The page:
Nagasu readies for her close-up
Will provide commentary for Fuji TV at 2009 Worlds
|Mirai Nagasu is hoping for better results in the 2009-10 season. (Paul Harvath)|
By Lois Elfman, special to icenetwork.com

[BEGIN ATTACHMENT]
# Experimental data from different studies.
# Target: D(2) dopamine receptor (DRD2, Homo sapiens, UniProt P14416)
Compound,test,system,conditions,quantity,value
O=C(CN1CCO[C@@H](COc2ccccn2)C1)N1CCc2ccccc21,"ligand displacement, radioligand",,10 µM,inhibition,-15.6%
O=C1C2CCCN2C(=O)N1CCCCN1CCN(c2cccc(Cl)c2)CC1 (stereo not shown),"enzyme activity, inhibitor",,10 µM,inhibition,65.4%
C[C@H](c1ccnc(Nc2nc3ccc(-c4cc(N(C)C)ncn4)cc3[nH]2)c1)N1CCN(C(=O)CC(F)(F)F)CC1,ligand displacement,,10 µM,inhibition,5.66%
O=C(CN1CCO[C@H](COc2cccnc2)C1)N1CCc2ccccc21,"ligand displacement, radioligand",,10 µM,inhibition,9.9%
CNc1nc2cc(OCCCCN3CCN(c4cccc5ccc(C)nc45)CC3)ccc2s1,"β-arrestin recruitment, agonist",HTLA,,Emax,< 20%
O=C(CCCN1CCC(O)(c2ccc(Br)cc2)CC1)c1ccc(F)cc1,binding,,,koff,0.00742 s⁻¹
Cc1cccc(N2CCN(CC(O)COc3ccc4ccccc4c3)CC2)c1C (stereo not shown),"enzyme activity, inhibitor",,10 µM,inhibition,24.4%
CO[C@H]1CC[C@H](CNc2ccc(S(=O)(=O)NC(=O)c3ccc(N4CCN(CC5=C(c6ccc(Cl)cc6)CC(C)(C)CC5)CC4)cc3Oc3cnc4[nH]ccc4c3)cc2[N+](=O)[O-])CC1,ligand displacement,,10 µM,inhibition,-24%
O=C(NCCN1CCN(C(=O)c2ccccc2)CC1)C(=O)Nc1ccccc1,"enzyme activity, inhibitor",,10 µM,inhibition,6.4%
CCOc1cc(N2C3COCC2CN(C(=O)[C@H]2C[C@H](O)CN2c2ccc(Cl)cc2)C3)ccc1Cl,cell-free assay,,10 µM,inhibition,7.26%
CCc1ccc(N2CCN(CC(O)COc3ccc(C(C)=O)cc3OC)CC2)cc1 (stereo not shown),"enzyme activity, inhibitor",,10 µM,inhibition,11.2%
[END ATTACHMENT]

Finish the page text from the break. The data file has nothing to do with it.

(03/09/2009) - Mirai Nagasu is gearing up for the upcoming world championships...in the classroom. Although the 2008 U.S. ladies champion did not defend her title this year in Cleveland, finishing fifth, she will be at worlds in an official capacity as part of the broadcast team for Japan's Fuji television. As of now, the assignment will involve answering questions during the men's and ladies short and long programs. Additional duties will be more clearly defined as the competition at Los Angeles' Staples Center gets going on March 22. "I'm really excited because I get to watch worlds live," said Nagasu, who lives about 45 minutes from the Staples Center. "Even though I don't get to skate in it, it's good experience just for me to be there and be able to experience the atmosphere. "Since I didn't make the world team, being able to watch and it live will inspire me to work harder for next year, so I can make it next year." Plagued by a sore right ankle, Nagasu declined to compete at the world junior championships in Sofia, Bulgaria and spent the month after the 2009 AT&T U.S. Figure Skating Championships totally off the ice. She said the ankle is now feeling better, so she's slowing starting to practice again. She tapes her ankle before practice and ices it frequently when off the ice. She's also resumed daily ballet class, which she feels enhances her strength and balance. She's been taking a mental break from skating the past few weeks, preferring to spend time with friends. She saw the movie Taken, has gone bowling and has hit a Southern California favorite, Yogurtland. She has also participated in a club called Care for Kids, where she and classmates send handwritten cards to kids in hospitals. "I've been having more of a normal life," she said. "Going out on weekends and having fun. I'm going to enjoy this time without skating, so when I go back to skating I'll be ready to have more of it." Although she and her family speak Japanese at home, Nagasu has been putting in extra time at school working on her conversation skills to prepare for her upcoming TV job. "At home, it kind of comes out as a mix. When I don't know some words, I just stick an English word in," she said. "I've been taking advanced placement Japanese at school and I've been practicing." Nagasu hasn't take any public speaking classes in school, but she does try to learn anytime she has to do a presentation in front of a class or an audience. "Each speech that I make in front of an audience I learn from it. Take pointers and put it in the back of my mind for the next speech," she said. She is actually more relaxed speaking in front of unfamiliar faces, so the cameras of Japan's Fuji television shouldn't faze her too much. As for her commentary style, she wants to look at the competitors with a fresh eye. "I want to commentate not necessarily from a driven skater's perspective," Nagasu noted. "Normally, I'd have to compete against these competitors. I want to go like an audience member who's trying to enjoy everyone's performance. "I definitely want to enjoy the battle between Mao Asada and Yu-Na Kim. I think it's going to be really enjoyable. I think everyone's programs this year are really unique and cool. This year's worlds are the last place you can make an impression for international judges to head toward Olympics next year. I'm looking forward to what everyone is going to lay out on the plate." She's confident that the two U.S. competitors, Rachael Flatt and Alissa Czisny, will put down good performances and hopefully qualify the U.S. ladies for three Olympic berths. She won't be driving herself to her commentary gig. Although Nagasu is eligible to get her driver's license when she turns 16 on April 16 and is already eligible for a learner's permit, she hasn't yet started driver's ed. She said she's not ready for California freeways. "Right now," she said, "it would be way too much for me to handle."